On Twitter this morning, Trump said, "Rasmussen and others have my approval ratings at around 50%, which is higher than Obama, and yet the political pundits love saying my approval ratings are 'somewhat low.'" 

There are three testable claims here.

Are Trump's approval ratings "around 50%"? 

No, they are not. The most recent numbers are:
    • Rasmussen: 44% (54% disapproval)
    • SurveyMonkey: 42% (56% disapproval)
    • Marist University: 42% (50% disapproval)
    • Ipsos/Reuters: 41% (54% disapproval)
    • The Economist/YouGov: 40% (50% disapproval)
    • Monmouth University: 39% (54% disapproval)
    • Gallup: 39% (55% disapproval)
    • Quinnipiac: 38% (56% disapproval) 

Are Trump's approval ratings higher than President Obama's?

No, they are not. In fact, Trump's average approval rating of 40.7%, 414 days into his administration, is lower than every single other president's since routine polling began in the Truman adminstration. 
    • President Obama: 49.1% (8.4% higher than Trump)
    • President George H.W. Bush: 77.7% (37% higher than Trump)
    • President Clinton: 52.0% (11.3% higher than Trump)
    • President George W. Bush: 71.9% (31.2% higher than Trump)
    • President Reagan: 46.9% (5.2% higher than Trump)
    • President Carter: 49.6% (8.9% higher than Trump)
    • President Ford: 43.6% (2.9% higher than Trump)
    • President Nixon: 56.1% (15.4% higher than Trump)
    • President Johnson: 69.0% (28.3% higher than Trump)
    • President Kennedy: 78.1% (37.4% higher than Trump)
    • President Eisenhower: 66.9% (26.2% higher than Trump)
    • President Truman: 50.0% (9.3% higher than Trump)

Are political pundits saying that his approval ratings are "somewhat low?"

Possibly--Trump didn't say who, if anyone, he was quoting. But if they are, they're being very kind.

Trump also added that when the media reports on his polls, "they know they are lying." It's not clear if Trump knows that he is.

Why should I care about this?

  • It's wrong to lie.
  • After about the sixth grade, declaring yourself popular doesn't really make you popular.
  • Presidents who have the support of the American public don't generally need to call attention to the fact.

Saturday, March 10, 2018

What did Donald Trump do today?

He went out of his way to praise a convicted criminal.

Yesterday, Trump issued his second pardon, to a Navy sailor who took pictures of classified military technology. Kristian Saucier took pictures of control panels and reactor controls of the submarine USS Alexandria while it was underway, including displays that showed its exact location at a given time. When the pictures were discovered and the FBI and NCIS began investigating, Saucier attempted to destroy the evidence. He was sentenced in federal court to one year in prison, an unusually light sentence for the charges he was convicted on.

Trump's interest in Saucier's case appears to be purely political. At his trial, and in his subsequent campaign for a pardon, Saucier compared his crimes to Hillary Clinton's (non-criminal) use of a private e-mail server while she was Secretary of State. In a tried-and-true strategy for influencing Trump, Saucier's advocates made sure his story was featured on Fox & Friends. However, the news of the pardon was somewhat overshadowed yesterday by the burgeoning stories about Trump's entanglements with porn stars and entrapment by North Korea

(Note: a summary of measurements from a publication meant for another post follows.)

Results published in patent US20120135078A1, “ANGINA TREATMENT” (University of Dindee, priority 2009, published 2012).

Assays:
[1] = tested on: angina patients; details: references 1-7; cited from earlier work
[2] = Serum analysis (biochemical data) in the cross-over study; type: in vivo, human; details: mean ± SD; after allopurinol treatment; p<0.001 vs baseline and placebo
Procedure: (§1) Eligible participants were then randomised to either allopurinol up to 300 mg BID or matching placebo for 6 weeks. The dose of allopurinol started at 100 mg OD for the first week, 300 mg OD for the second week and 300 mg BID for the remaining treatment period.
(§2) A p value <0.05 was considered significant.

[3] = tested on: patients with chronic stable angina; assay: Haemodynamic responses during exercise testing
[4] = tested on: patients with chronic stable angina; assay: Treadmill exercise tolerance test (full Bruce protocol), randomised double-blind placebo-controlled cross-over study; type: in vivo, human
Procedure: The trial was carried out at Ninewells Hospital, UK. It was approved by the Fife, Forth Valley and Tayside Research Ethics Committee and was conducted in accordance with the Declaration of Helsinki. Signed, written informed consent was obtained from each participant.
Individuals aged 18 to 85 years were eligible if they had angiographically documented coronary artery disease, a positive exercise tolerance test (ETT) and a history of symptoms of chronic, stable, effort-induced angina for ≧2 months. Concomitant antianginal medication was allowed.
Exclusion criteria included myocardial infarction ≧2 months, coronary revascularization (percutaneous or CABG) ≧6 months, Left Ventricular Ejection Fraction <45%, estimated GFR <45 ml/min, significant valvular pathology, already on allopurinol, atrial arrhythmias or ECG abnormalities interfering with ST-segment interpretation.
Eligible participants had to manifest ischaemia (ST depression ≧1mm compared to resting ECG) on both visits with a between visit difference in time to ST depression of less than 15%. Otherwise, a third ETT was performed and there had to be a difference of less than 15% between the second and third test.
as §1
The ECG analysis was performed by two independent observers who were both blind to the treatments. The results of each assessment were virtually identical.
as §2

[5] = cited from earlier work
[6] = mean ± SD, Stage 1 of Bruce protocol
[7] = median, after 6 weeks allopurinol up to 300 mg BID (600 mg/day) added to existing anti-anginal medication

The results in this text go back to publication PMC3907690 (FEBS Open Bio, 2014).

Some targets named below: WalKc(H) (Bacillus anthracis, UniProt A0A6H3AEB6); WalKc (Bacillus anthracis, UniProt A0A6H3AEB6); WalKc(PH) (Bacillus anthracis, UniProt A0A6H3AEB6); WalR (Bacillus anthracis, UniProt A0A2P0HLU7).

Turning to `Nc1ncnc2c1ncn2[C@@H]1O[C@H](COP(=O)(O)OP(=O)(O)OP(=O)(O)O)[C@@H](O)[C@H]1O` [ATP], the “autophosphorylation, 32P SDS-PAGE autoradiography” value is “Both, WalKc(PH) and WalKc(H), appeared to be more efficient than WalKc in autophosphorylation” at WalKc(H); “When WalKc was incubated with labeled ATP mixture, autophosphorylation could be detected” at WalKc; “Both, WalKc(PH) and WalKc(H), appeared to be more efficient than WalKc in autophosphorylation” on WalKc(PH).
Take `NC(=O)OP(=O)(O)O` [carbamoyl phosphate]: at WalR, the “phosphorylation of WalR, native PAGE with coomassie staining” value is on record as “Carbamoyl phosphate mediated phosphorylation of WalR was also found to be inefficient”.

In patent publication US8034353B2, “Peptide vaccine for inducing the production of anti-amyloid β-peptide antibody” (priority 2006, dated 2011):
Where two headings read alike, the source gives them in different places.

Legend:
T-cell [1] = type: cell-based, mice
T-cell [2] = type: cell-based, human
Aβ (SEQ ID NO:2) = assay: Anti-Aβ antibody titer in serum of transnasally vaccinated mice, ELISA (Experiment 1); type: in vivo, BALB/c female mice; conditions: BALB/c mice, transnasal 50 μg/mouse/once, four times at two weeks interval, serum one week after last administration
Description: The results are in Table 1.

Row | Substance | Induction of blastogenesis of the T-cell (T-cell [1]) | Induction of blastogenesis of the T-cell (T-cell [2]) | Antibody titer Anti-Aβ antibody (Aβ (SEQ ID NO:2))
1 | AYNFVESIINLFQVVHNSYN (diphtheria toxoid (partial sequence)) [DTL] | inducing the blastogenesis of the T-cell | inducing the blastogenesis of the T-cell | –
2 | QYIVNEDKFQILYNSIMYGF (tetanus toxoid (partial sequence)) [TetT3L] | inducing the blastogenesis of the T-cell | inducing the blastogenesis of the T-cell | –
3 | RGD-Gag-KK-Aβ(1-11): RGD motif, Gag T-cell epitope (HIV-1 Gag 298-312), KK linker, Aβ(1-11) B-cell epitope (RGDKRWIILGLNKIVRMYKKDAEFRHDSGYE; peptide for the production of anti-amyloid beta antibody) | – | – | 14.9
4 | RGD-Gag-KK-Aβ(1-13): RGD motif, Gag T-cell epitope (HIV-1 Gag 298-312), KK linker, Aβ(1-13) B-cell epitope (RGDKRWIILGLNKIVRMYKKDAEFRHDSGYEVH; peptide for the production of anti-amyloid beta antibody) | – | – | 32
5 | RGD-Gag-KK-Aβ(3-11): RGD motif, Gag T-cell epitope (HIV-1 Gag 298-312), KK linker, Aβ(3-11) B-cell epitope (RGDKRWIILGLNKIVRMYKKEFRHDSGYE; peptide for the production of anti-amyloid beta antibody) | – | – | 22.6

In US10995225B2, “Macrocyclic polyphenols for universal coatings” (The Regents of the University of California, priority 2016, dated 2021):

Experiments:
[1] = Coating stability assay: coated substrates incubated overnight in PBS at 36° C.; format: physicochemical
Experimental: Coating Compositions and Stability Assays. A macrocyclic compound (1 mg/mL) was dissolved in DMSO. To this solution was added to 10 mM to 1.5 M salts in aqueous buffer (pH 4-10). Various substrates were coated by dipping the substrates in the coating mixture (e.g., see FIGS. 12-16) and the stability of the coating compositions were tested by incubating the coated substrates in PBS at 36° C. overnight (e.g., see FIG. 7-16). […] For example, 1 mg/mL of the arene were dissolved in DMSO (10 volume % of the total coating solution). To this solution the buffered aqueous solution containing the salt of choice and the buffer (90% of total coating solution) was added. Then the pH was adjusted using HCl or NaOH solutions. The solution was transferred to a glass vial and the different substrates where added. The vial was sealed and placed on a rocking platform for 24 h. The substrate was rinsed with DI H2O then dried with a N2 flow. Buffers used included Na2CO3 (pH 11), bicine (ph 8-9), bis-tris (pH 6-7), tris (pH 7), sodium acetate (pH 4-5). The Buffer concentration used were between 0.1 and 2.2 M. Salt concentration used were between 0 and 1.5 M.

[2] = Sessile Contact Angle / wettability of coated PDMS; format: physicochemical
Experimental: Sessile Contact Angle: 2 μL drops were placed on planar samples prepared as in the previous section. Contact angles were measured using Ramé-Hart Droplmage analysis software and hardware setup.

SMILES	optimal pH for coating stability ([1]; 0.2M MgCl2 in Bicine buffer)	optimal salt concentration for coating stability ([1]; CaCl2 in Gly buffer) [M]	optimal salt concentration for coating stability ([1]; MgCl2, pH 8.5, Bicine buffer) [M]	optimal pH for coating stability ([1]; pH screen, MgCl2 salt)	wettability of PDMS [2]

Today, Trump tried again to call attention to the pardon, offering his "congratulations" and saying that Saucier's other-than-honorable discharge from the Navy meant he'd "served proudly." Trump also implied that he had given Saucier his "freedom." (Saucier has already completed his sentence and has been free for six months.)

Trump's only previous pardon, of Joe Arpaio, was also aimed at scoring political points.

Why does this matter?

  • It's disgraceful for a president to use the power of the pardon to try to score political points.
  • Selectively doling out mercy to political allies is what authoritarians do.
  • It's bad if the president can be this easily manipulated.

Friday, March 9, 2018

What did Trump do today?

He signaled that flattery was more important to him than the steel and aluminum industries.

Last week, to bipartisan horror and the confusion of his own staff, Trump announced unilateral tariffs on imported steel and aluminum. Even though blanket tariffs would hurt closely allied countries far more than the target Trump apparently intended to hit--China--Trump insisted that they would apply to all imports regardless of origin.

But this week, Trump began to hint that exemptions might be possible. Other countries aren't likely to bargain with the US for exemptions, because that would be giving the United States something for nothing--effectively turning international trade into a sort of protection racket. (Trump, who actually thinks that trade wars can be "won" by the countries participating in them, may be expecting exactly that.)

However, they can offer Trump personally something that he wants: attention and praise, especially from celebrities. Australia dispatched the professional golfer Greg Norman to lobby Trump for an exemption. It seems to have worked: Trump cheerfully promised to exempt Australia today, in exchange for nothing of substance beyond a "security agreement." (Australia could hardly be more of a military ally to the United States than it already is.)